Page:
Picture of ruins

Place Names

Posted Jan 27, 2016

We floated down to the glistening water of Glacier Lake with Cathedral Mountain majestically towering ahead, its protective stance at the entrance to the Cirque, holding our eyes like a magnet.

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The official name of the towering rock is Mt. Harrison Smith. It was named after the President of Imperial Oil and International Petroleum Co. Ltd. The famous mountaineer, H. F. Lambart was responsible for naming the mountain in 1944, just two years before his death. Lambart is known for being the first mountaineer to climb Mount Logan, Canada’s highest peak and he was the first president of the Alpine Club of Canada between 1924 and 1926.

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But Cathedral, not Harrison Smith is the name that stuck with locals.

According to Canadian historian, Pierre Burton, Col. Harry Michener Snyder, a big game hunter who collected wildlife specimens for the American Museum of Natural History, was the first white man to visit Glacier Lake and in turn to see the mountain. His first visit was in 1932.

Little is known about Harry Snyder, though if you took the time to read the documents and minutes of meetings connected to his numerous companies, you might get an inkling to his personality. He was an Ohio born oil magnate, Fellow of the Royal Geographical Society, Honorary Colonel of the Prince Edward Island Highlanders, holder of 27 rifle championships and a big game hunter who loved Canada’s north. Because of this love, he financed many scientific expeditions into the area, including Glacier Lake.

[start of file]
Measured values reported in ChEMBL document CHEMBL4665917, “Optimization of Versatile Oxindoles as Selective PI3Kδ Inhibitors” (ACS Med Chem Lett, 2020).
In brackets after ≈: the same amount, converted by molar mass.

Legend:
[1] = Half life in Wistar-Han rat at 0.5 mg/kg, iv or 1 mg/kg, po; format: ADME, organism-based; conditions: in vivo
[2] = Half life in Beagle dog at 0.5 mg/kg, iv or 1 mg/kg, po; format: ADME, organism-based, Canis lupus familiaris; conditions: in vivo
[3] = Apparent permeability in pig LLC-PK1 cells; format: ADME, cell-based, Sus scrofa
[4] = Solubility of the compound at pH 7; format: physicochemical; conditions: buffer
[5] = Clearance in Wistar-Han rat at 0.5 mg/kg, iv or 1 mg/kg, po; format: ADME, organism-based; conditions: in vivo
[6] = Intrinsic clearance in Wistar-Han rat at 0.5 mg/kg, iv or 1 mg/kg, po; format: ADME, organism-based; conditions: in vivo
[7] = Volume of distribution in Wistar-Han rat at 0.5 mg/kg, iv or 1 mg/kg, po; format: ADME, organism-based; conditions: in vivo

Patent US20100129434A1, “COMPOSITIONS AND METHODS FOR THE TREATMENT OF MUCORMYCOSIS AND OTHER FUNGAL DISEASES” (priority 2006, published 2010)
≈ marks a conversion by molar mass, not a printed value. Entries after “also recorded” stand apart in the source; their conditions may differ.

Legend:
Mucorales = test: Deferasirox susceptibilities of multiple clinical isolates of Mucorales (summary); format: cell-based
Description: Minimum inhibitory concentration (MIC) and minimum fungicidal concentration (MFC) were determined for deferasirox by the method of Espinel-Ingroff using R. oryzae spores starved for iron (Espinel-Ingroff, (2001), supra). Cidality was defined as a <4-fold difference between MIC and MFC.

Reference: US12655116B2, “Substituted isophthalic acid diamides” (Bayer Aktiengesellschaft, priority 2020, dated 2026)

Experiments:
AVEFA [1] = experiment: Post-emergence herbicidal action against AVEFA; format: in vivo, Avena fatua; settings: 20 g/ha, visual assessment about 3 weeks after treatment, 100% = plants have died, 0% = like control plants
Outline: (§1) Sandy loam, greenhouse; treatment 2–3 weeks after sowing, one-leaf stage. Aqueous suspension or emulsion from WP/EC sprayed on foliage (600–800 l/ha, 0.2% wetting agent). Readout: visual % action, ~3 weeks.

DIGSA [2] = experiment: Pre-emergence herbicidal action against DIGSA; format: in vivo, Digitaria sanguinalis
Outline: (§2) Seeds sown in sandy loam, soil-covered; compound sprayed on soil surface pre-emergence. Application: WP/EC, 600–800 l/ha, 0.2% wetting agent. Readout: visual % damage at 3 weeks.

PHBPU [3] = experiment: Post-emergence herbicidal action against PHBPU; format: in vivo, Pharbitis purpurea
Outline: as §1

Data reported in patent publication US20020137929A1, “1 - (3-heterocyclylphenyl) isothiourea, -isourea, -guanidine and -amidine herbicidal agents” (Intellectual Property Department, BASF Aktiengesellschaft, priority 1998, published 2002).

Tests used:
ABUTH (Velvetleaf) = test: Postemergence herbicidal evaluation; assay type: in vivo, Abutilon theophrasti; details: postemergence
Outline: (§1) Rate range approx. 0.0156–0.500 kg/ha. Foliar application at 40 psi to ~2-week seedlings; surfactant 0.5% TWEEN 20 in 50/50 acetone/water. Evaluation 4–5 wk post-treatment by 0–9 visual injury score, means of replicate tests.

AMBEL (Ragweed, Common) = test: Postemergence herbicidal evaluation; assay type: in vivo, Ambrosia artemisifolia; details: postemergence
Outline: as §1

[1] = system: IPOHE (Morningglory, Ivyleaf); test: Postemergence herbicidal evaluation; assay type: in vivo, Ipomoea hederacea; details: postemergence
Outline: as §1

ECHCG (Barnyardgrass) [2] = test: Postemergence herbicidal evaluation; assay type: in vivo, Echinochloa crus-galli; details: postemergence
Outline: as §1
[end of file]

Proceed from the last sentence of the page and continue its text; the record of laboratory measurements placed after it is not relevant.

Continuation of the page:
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Snyder purchased a cattle ranch in Sundre, Alberta in 1942 and lived there with his second wife, Louise. No one knows what happened to his first wife, Ida, who gave birth to their daughter, Dorothy in 1912. The only historical information there is of the first family is that Snyder brought his daughter to Yellowknife in 1935 so she could film the area.

Louise, the second wife, met Snyder when she was hired to look after him after his health failed. She cured his ailments and then “did the honor” of marrying him. They lived at Sundre in a huge mansion Snyder referred to as his “teepee.” They entertained prominent businessmen, politicians, including Pierre Elliot Trudeau’s father, and most of the scientists who took an interest in the Glacier Lake area. The teepee burned to the ground in 1955 at which time Snyder returned to the United States where he eventually died.

“Personally,” I said to my group of gapers, “I like the name Cathedral better than Harry Smith.”

“Cathedral seems more fitting,” Linda agreed.